Court ceremonies electrified: technological innovation and Russian imperial power

Speaker: Dr Natalia Nikiforova # Saint-Petersburg Peter the Great Polytechnic University

7th Dec 2015

15:30 - 17:00

Staff Room, 6th floor, Crystal Macmillan Building, George Square, University of Edinburgh

Since the second half of the 19th century, electricity provided spectacular effects at imperial ceremonies and public festivities. The huge potential of electricity as a driving force of change was clear to many. Electric light was the star of the 19th century show, meanwhile electrification of Russian urban spaces and royal palaces developed gradually if not cautiously. Electric illumination started to be an integral part of royal ceremonies, but was not admitted to the living quarters. The talk will explore the history of early electrification in Russia focusing on the electrification of the court culture, and will suggest cultural context of the development of the new technology, revealing tensions and challenges of domestication of the novelty.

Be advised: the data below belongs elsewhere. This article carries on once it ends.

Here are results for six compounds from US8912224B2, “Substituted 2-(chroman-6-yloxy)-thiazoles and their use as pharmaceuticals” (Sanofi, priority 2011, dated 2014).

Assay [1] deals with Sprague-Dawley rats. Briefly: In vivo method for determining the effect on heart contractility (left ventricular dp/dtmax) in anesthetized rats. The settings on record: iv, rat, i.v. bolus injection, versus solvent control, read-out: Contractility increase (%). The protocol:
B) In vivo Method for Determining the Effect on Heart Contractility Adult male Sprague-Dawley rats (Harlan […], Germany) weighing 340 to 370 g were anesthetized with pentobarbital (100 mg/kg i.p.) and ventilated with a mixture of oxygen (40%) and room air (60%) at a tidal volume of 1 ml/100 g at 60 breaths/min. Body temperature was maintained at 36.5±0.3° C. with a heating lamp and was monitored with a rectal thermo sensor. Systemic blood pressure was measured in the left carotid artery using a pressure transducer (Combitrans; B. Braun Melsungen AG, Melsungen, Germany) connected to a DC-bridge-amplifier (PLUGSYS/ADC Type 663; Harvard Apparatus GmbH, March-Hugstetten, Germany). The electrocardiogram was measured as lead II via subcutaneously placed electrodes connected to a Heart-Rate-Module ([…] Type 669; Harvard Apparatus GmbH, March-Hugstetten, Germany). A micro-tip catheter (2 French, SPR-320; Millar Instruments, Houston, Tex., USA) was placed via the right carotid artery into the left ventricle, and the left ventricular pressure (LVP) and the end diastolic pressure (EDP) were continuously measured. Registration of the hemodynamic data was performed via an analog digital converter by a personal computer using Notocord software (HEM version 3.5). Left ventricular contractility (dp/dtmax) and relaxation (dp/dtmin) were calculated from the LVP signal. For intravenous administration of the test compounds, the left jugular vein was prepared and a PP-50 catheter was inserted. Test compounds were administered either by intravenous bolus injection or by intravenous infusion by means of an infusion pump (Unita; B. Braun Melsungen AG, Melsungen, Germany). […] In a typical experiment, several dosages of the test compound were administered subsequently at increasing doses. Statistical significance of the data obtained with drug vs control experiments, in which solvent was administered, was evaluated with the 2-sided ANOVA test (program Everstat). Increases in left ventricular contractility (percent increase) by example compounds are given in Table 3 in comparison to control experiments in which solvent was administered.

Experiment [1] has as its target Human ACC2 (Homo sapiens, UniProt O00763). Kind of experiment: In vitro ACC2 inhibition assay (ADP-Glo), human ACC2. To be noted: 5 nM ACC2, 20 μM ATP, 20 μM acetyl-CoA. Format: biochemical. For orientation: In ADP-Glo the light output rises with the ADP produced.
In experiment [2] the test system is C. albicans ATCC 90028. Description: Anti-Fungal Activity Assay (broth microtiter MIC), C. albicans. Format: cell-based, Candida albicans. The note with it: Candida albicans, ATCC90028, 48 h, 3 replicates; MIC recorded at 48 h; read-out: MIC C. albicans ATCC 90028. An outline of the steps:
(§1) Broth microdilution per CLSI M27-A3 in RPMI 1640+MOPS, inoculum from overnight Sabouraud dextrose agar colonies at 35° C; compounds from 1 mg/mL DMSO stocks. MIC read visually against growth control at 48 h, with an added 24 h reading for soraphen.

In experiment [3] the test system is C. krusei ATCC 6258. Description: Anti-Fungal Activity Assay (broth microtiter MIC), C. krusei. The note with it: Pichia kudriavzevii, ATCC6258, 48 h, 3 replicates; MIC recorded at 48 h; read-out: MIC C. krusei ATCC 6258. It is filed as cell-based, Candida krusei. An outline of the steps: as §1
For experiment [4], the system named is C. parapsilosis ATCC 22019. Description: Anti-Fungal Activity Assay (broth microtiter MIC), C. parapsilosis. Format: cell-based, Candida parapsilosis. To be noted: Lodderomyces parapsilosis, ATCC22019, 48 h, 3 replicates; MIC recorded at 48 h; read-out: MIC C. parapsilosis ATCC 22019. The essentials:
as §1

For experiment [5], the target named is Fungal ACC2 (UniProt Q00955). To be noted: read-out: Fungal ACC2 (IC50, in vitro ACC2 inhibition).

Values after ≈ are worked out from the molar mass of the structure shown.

Speaker bio:

Natalia Nikiforova is an Assistant Professor at Saint-Petersburg Peter the Great Polytechnic University (Russia), where she teaches courses on Culturology and Cultural History of Technology. Her research interests focus on cultural history of electricity in 19th century Russia, history of technological transfers, history of concepts. Natalia Nikiforova has an account of publications on the history of the concept and idea of technology in Russia and the USA and technology as a means of representation of imperial power in 18th and 19th century Russia. Her research visit to the University of Leeds is supported by the British Council “Researcher Links Programme.”